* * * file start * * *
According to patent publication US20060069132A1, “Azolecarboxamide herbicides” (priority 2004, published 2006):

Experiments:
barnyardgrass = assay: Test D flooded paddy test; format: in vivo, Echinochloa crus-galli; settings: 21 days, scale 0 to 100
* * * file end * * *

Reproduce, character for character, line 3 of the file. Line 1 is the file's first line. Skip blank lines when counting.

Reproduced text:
barnyardgrass = assay: Test D flooded paddy test; format: in vivo, Echinochloa crus-galli; settings: 21 days, scale 0 to 100